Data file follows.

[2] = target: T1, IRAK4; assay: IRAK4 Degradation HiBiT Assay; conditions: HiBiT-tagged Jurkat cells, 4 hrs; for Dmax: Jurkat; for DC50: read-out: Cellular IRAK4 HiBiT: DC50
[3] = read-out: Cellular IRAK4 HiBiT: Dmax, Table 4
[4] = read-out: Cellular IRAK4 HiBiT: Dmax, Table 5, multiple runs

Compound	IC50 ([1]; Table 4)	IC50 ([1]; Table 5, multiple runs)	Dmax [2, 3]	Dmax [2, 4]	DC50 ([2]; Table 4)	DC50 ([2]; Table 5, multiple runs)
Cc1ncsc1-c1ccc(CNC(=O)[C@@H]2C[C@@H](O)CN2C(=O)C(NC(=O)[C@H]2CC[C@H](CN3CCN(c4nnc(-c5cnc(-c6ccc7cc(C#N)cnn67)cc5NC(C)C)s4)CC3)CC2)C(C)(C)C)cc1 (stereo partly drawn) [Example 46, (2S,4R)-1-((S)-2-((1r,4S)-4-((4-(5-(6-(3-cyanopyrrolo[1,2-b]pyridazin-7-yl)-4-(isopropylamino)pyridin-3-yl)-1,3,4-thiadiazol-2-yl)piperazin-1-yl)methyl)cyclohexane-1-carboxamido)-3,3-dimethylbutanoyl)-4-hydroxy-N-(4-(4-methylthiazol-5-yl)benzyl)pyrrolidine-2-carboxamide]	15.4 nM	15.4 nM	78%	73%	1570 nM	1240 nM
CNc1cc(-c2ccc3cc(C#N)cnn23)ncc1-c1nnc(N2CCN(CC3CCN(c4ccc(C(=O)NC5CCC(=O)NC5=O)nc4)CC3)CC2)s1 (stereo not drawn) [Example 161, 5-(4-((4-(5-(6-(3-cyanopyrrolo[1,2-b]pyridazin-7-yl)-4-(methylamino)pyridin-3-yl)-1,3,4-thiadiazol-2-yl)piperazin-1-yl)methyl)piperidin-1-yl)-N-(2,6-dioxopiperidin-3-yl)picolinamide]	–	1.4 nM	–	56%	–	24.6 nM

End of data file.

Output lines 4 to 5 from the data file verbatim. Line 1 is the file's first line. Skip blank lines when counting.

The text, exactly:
Compound	IC50 ([1]; Table 4)	IC50 ([1]; Table 5, multiple runs)	Dmax [2, 3]	Dmax [2, 4]	DC50 ([2]; Table 4)	DC50 ([2]; Table 5, multiple runs)
Cc1ncsc1-c1ccc(CNC(=O)[C@@H]2C[C@@H](O)CN2C(=O)C(NC(=O)[C@H]2CC[C@H](CN3CCN(c4nnc(-c5cnc(-c6ccc7cc(C#N)cnn67)cc5NC(C)C)s4)CC3)CC2)C(C)(C)C)cc1 (stereo partly drawn) [Example 46, (2S,4R)-1-((S)-2-((1r,4S)-4-((4-(5-(6-(3-cyanopyrrolo[1,2-b]pyridazin-7-yl)-4-(isopropylamino)pyridin-3-yl)-1,3,4-thiadiazol-2-yl)piperazin-1-yl)methyl)cyclohexane-1-carboxamido)-3,3-dimethylbutanoyl)-4-hydroxy-N-(4-(4-methylthiazol-5-yl)benzyl)pyrrolidine-2-carboxamide]	15.4 nM	15.4 nM	78%	73%	1570 nM	1240 nM